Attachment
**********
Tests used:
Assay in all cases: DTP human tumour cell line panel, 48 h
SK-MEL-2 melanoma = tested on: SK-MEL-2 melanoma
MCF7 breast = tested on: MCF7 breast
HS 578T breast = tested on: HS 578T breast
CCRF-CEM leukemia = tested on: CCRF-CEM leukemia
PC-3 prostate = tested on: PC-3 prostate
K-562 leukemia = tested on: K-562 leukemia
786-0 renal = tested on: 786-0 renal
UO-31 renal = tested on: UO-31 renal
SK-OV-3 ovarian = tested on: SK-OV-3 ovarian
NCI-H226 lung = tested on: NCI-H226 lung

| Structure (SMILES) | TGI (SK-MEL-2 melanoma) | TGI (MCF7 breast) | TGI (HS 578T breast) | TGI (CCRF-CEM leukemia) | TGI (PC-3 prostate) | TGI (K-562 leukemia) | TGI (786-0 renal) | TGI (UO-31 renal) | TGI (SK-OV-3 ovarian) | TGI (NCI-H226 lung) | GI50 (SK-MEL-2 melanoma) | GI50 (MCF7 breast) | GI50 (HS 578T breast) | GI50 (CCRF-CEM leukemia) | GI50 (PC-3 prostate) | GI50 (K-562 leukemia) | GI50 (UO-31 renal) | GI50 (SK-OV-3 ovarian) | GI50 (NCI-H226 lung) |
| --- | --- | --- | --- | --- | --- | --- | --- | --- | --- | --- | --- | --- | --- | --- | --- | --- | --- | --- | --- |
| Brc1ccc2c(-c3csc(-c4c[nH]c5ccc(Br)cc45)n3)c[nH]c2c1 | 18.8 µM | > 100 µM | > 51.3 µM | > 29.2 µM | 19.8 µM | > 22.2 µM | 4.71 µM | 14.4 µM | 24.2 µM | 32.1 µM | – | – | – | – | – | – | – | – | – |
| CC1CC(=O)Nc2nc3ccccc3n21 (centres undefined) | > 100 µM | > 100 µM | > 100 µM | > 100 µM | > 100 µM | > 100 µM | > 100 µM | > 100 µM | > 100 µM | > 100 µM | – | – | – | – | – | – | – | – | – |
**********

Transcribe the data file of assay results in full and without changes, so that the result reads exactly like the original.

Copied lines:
Tests used:
Assay in all cases: DTP human tumour cell line panel, 48 h
SK-MEL-2 melanoma = tested on: SK-MEL-2 melanoma
MCF7 breast = tested on: MCF7 breast
HS 578T breast = tested on: HS 578T breast
CCRF-CEM leukemia = tested on: CCRF-CEM leukemia
PC-3 prostate = tested on: PC-3 prostate
K-562 leukemia = tested on: K-562 leukemia
786-0 renal = tested on: 786-0 renal
UO-31 renal = tested on: UO-31 renal
SK-OV-3 ovarian = tested on: SK-OV-3 ovarian
NCI-H226 lung = tested on: NCI-H226 lung

| Structure (SMILES) | TGI (SK-MEL-2 melanoma) | TGI (MCF7 breast) | TGI (HS 578T breast) | TGI (CCRF-CEM leukemia) | TGI (PC-3 prostate) | TGI (K-562 leukemia) | TGI (786-0 renal) | TGI (UO-31 renal) | TGI (SK-OV-3 ovarian) | TGI (NCI-H226 lung) | GI50 (SK-MEL-2 melanoma) | GI50 (MCF7 breast) | GI50 (HS 578T breast) | GI50 (CCRF-CEM leukemia) | GI50 (PC-3 prostate) | GI50 (K-562 leukemia) | GI50 (UO-31 renal) | GI50 (SK-OV-3 ovarian) | GI50 (NCI-H226 lung) |
| --- | --- | --- | --- | --- | --- | --- | --- | --- | --- | --- | --- | --- | --- | --- | --- | --- | --- | --- | --- |
| Brc1ccc2c(-c3csc(-c4c[nH]c5ccc(Br)cc45)n3)c[nH]c2c1 | 18.8 µM | > 100 µM | > 51.3 µM | > 29.2 µM | 19.8 µM | > 22.2 µM | 4.71 µM | 14.4 µM | 24.2 µM | 32.1 µM | – | – | – | – | – | – | – | – | – |
| CC1CC(=O)Nc2nc3ccccc3n21 (centres undefined) | > 100 µM | > 100 µM | > 100 µM | > 100 µM | > 100 µM | > 100 µM | > 100 µM | > 100 µM | > 100 µM | > 100 µM | – | – | – | – | – | – | – | – | – |